The S ($16,995) builds on the LX features with 6-speed automatic transmission, power/heated outboard mirrors, power windows, a 60/40 split-folding rear seat, a center console with a sliding armrest, two additional tweeter speakers, cruise control, Bluetooth connectivity, a rearview camera and remote keyless entry.

The EX ($19,295) adds to the S with 15-in alloy wheels, fog lights, a tilt-telescopic steering wheel, a supervision meter cluster with a 3.5-in display, lighted vanity mirrors, upgraded seat cloth, a leather-wrapped steering wheel and shift knob, a 7-in audio display, a UVO3 infotainment system with Apple CarPlay and Android Auto and automatic emergency braking. The only option is the EX Launch Edition package with red-accented leather seating.


Neither the government nor IIHS has crash tested the 2018 Rio. Every Rio comes with six airbags, hill-start assist and the LATCH child-seat system. In the EX trim, the Rio also has automatic emergency forward braking.

Behind the Wheel

Kia had its eye on Europe when engineering the Rio. Although there is nothing earth-shattering in the way it performs, it does everything reasonably well. As with every car in this segment, the suspension relies on struts up front and a torsion beam rear axle. It tackles twisty roads without objection. It feels well balanced, soaking up most pavement imperfections. The automatic transmission compliments the low engine output, downshifting right on cue to push the Rio past slower traffic. Acceleration from a standstill isn’t neck-snapping, but the Rio won’t be left behind when the light goes green. All in all, it performs well within the parameters of its segment.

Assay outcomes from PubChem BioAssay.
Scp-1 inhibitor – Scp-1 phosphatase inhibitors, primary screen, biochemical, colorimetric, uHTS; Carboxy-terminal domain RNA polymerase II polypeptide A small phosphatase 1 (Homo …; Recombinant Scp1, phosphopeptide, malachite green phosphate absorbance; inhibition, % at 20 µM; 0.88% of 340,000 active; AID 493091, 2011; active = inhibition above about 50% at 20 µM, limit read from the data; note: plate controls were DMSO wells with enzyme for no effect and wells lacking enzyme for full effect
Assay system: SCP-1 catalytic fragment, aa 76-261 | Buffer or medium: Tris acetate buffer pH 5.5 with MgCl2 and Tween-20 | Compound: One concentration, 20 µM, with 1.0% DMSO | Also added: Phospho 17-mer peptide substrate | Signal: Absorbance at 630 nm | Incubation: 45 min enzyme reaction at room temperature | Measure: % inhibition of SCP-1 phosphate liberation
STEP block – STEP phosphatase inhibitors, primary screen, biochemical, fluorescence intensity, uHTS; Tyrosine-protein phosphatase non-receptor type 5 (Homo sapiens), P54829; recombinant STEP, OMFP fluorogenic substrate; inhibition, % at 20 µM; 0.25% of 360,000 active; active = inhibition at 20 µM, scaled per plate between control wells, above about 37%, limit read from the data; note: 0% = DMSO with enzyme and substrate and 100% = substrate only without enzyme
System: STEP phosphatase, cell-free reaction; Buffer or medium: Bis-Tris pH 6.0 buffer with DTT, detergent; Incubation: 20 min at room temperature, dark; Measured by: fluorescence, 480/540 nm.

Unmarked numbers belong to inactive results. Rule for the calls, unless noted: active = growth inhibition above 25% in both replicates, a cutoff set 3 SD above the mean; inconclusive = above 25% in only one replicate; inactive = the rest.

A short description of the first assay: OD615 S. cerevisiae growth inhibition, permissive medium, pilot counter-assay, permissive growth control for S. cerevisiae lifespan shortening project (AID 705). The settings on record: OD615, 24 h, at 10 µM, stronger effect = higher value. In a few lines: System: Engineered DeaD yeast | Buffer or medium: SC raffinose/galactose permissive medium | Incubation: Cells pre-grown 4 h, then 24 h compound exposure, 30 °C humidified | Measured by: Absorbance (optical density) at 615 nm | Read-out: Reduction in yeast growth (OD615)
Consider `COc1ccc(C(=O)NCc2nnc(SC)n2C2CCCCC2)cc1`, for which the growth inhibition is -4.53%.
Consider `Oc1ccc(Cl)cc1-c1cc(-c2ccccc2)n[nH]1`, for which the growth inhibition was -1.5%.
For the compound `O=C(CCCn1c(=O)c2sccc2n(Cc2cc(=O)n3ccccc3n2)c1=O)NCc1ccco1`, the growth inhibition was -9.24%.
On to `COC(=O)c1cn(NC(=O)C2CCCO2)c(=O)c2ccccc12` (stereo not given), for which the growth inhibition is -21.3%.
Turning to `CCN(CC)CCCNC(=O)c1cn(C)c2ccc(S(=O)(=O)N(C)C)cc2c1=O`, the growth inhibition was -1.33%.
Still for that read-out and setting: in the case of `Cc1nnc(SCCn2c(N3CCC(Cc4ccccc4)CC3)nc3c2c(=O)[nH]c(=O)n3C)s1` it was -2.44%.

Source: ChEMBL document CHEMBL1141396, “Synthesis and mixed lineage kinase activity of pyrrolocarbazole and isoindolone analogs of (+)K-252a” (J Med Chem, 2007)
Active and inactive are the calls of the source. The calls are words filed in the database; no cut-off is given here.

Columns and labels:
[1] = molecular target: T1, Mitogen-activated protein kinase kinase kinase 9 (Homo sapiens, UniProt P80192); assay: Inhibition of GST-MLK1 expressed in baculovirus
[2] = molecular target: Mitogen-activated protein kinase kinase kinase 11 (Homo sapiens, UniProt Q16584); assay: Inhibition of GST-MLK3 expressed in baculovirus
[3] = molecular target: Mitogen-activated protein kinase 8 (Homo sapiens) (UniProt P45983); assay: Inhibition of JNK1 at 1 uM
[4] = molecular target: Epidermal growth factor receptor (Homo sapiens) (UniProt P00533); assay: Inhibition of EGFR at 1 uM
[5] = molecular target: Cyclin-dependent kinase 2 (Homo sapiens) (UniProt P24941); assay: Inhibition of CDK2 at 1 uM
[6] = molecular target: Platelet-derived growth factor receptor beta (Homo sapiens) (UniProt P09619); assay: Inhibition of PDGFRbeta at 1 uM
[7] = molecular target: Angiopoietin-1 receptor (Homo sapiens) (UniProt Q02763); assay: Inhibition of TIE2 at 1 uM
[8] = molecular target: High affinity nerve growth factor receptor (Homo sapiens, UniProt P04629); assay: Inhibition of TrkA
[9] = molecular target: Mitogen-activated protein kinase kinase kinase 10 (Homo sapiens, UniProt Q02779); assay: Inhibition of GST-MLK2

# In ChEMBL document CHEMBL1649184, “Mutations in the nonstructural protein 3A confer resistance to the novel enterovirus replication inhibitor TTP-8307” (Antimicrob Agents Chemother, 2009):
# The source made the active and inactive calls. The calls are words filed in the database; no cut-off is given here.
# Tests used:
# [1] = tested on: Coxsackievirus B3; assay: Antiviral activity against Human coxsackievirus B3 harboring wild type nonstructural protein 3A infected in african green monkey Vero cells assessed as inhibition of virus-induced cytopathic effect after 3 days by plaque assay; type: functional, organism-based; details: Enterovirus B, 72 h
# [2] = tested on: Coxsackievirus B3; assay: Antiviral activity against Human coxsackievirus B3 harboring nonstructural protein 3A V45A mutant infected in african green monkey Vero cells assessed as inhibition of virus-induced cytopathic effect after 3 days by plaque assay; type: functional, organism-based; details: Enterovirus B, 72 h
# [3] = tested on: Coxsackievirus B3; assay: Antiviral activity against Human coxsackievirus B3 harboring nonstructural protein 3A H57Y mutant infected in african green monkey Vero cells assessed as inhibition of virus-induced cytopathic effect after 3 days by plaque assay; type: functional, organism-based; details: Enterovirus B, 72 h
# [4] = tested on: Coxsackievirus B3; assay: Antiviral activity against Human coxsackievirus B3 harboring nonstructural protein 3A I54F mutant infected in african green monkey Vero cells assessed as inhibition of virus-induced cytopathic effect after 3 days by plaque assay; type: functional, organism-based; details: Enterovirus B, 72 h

Other Cars to Consider

 2018 Chevrolet Sonic Available as a sedan or hatchback in most grades, the Sonic stands apart from others in the segment thanks to its standard advanced infotainment system, including Apple CarPlay and Android Auto. Every Sonic comes with built-in 4G LTE and an available Wi-Fi hotspot.

 2018 Honda Fit Honda only offers the Fit as a 5-door hatchback. Although the base trim doesn’t include many of the standard features in upper trim levels, like Apple CarPlay and Android Auto, Honda makes available on all models driver-assist features, such as forward-collision warning and mitigation, lane-departure warning, forward emergency braking and road-departure mitigation.

2018 Toyota YarisOffered as a sedan or hatchback, the Yaris has a little less get-up-and-go than the Rio, but an array of driver-assist technologies like lane-departure warning, forward-collision warning and mitigation and automatic high breams are available.

Autotrader’s Advice

The Rio is all about affordability. If all you need or all your budget will allow is the S or even the LX, you will wind up with a decent ride. Because Kia doesn’t offer any options on those two grades, to get some of today’s more popular features requires moving up to the EX. We think that adding goodies like the tilt-telescopic steering wheel, UVO3 infotainment system and automatic emergency braking is well worth the extra couple of grand. Find a Kia Rio for sale